BIRMINGHAM, Ala. (WBRC) - Christmas magic filled Corner High school in Dora Wednesday, as students and staffed worked to pull of a “Jingle Bell Rock.”
More than 120 Elementary school students with special needs from Center Point, Chalkville, Erwin Intermediate, Fultondale, Gardendale, Paine, Johnson and Warrior elementary schools came to the party.
It was coordinated by the JEFCOED Department of Exceptional Education Adapted Physical Education, but organizers say the students at Corner High really helped pull it off.
“The high school students did the majority of the work, it was fabulous, they did more than we ever could,” says Wanda Westbrook. She’s the Jefferson county schools adapted PE coordinator.
Westbrook along with Treva McDougal and other staff have been hosting a version of the Christmas gathering for special needs students in the county for years.
Students took part in a “Snowball fight,” Reindeer Races, crafts, and even had pictures with Santa before sitting down to a special hot dog lunch, donated by Tyson and Golden Flake, and then ending the day with the “Jingle Bell Rock Dance”
Westbook says it’s more than just a party.
“I love the fact they are learning while it looks like they are playing. They are learning better communication skills, social skills, practicing gross motor schools through obstacle course, and there is just so much going on that if you weren’t looking you weren’t realize,” says Westbrook. “Of course I just love to see everybody smile. When they sit in santa clauses lap and pose fo rhte picture it’s just a magic moment.”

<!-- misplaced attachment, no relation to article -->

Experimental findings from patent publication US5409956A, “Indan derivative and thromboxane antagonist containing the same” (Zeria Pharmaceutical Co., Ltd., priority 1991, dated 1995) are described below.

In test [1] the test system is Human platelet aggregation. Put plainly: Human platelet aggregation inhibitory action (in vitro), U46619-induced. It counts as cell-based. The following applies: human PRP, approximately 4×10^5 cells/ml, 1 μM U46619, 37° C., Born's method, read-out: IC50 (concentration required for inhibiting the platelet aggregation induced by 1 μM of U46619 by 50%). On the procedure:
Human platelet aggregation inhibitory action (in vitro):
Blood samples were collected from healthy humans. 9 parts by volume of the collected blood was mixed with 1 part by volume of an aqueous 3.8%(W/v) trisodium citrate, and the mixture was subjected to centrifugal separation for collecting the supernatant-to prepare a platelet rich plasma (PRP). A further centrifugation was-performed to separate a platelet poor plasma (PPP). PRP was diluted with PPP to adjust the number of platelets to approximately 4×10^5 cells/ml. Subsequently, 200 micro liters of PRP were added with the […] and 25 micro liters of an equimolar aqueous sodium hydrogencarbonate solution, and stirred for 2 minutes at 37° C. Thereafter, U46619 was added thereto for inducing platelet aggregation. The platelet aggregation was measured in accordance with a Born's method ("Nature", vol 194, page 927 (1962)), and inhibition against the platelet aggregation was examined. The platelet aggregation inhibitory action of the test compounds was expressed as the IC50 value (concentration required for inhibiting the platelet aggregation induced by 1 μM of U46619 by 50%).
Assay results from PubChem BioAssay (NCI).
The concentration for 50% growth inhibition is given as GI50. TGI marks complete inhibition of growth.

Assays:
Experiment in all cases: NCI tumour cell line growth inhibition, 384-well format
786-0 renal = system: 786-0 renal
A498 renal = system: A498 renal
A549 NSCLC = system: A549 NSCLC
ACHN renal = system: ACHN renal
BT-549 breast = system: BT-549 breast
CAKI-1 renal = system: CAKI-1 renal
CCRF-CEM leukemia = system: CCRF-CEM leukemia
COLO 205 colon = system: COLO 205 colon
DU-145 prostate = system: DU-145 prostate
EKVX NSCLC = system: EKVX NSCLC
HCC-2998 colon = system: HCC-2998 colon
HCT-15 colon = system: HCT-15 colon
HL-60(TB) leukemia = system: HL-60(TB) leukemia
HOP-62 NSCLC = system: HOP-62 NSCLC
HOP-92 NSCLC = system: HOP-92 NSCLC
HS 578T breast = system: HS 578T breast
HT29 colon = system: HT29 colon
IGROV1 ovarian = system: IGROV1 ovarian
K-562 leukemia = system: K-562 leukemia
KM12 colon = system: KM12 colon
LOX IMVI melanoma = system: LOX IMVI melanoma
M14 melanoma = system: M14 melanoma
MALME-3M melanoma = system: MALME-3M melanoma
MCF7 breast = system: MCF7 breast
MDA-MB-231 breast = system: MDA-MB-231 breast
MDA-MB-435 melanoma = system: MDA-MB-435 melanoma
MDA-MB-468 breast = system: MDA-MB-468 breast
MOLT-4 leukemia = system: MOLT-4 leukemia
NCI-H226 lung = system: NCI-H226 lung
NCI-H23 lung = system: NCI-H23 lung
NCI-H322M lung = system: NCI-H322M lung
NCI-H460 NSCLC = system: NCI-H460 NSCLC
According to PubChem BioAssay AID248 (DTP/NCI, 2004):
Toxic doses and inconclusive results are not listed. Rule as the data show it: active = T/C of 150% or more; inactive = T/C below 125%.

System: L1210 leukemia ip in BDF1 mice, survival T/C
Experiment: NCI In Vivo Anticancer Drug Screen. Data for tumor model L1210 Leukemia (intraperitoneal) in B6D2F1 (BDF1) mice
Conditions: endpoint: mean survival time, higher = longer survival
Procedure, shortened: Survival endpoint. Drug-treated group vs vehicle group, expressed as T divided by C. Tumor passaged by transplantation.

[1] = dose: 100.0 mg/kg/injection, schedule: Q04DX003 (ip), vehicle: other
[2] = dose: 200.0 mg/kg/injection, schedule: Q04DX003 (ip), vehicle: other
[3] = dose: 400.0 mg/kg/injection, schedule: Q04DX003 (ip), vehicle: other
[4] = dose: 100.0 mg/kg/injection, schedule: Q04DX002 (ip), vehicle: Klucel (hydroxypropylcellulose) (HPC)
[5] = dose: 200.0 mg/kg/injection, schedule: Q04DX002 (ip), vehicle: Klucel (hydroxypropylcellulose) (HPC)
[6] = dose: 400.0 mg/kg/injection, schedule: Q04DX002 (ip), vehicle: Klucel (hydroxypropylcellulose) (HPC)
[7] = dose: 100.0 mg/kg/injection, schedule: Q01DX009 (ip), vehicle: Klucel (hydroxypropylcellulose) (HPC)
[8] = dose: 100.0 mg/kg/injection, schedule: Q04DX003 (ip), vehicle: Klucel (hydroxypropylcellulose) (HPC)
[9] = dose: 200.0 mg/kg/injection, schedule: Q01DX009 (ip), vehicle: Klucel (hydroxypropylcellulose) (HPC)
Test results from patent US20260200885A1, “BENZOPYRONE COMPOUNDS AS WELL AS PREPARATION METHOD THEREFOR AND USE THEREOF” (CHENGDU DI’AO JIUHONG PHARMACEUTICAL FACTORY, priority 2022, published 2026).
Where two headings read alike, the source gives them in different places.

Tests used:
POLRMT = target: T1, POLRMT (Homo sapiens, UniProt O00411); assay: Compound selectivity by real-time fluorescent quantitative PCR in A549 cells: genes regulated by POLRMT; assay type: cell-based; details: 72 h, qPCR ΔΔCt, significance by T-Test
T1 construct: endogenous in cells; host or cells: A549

Parents of students were invited to attend as well.
“It’s special that they get to see the world their child lives in apart from them, we of course encourage parent participation every step of the way,” says westbrook.
Sheree Krutch’s 7 year old daughter attended. She says it’s a memory she will treasure.
“It’s very surreal I love having field trips where we can go ride the bus with her,” says Krutch.
“My daughter is tube fed. She was born at 26 weeks. It means a lot, I can’t even express in words what it means to have her participate in something like this.”
The day makes an impact on both the attendees, and the hosts.
“It means a lot to the High school students too, in fact some of them will be so moved by the experience they will say they want to volunteer or even go into a career helping people with special needs,” says Westbrook.
A similar event will be held on Friday at Hueytown High School for students in the western part of the county.